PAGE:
Archive for October, 2014

I’m really quite disappointed.  Another month …. another RJ Shield.  Huge entry (78 players) …. new format with an 8 player masters section …. finished ahead of time …. so what’s my problem?   The problem is that I watched some of the chess!  Well, specifically endgames.

We held a chess camp on endgames not so long ago, yet one of our better players (whose initials are Daniel Pob) seemed to have forgotten the third rank defence in the ending with K+R defending against K+R+P.  If you need to know one thing in rook endings (after the need to get an active rook) it’s the third rank defence.

In a subsequent game the same player was in an ending with K+3P v K+3P with his King holding the opposition.  What did he do?  Force the opposing King back and invade his position?  No!  He retreated his King and agreed to a draw.

Not put off by this unfortunate turn of events I moved off to watch some of the younger players.  One of more students found himself in a very interesting rook ending which he should have won, but then he lost most of his pawns and he should have lost.  I studied the position and decided that with best play he could perhaps draw and sure enough they swapped off to White having K+P (on f6) with Black’s King blocking the pawn on f7.  A simple draw which every good junior should know.  You just play the King back to f8.  Moving to g8 or e8 loses.  My student studied the position.  After some time he played the drawing move Kf8.  I  sighed with relief and was about to move on but White had not given up and started to move his King around hoping for a blunder.  You can guess what happened.  Black inadvertently played Ke8 instead of Kf8 and suddenly he was lost.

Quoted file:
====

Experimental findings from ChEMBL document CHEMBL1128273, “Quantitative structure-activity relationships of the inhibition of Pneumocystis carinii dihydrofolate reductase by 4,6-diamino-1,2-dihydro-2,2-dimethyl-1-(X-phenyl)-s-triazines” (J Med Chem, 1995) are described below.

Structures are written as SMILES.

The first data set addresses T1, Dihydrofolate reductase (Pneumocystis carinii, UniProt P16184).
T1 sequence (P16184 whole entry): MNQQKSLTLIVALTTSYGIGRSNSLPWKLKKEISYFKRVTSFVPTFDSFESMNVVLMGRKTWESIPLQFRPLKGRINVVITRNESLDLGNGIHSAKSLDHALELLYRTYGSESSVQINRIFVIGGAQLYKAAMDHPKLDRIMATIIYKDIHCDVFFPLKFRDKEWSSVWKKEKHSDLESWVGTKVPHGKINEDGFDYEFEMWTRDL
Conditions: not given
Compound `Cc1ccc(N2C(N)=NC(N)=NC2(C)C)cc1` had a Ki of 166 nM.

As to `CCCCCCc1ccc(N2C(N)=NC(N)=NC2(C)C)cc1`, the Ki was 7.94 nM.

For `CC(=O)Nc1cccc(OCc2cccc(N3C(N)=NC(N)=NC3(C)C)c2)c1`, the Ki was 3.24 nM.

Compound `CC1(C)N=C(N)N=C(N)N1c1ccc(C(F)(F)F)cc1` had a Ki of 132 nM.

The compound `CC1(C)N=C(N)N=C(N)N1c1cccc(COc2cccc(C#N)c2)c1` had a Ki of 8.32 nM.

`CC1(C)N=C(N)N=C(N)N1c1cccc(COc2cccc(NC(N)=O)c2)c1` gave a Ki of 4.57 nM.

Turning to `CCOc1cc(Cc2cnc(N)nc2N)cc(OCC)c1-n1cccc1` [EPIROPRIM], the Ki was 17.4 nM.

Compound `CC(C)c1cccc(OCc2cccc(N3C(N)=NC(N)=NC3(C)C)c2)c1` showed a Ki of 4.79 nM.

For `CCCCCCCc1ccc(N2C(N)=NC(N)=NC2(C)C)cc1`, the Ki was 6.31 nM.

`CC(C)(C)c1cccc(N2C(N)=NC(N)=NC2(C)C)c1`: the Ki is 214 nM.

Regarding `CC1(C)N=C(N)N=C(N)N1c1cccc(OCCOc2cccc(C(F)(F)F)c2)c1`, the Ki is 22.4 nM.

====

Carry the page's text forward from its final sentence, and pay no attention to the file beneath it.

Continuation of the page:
Not deterred, I moved on to watch one of my Thursday squad play her next round game.  Strangely she too ended up in a R+P v R ending but this one was easy.  She had her King near the pawn and the opposing King was miles away on the side of the board.  There was however one small problem.   She was not sure what to do.  Pushing the pawn would have been a good option. Cutting off the opponent’s King with her rook was another.  Moving your rook back to protect your pawn and blocking the pawn with your King was not!  Whilst all this was happening White rushed his King back in front of the pawn and the game was drawn.

What does all this mean?  It means that this week I’m going to hammer all my students with rook ending theory using the examples from the RJ Shield.  It should be fun!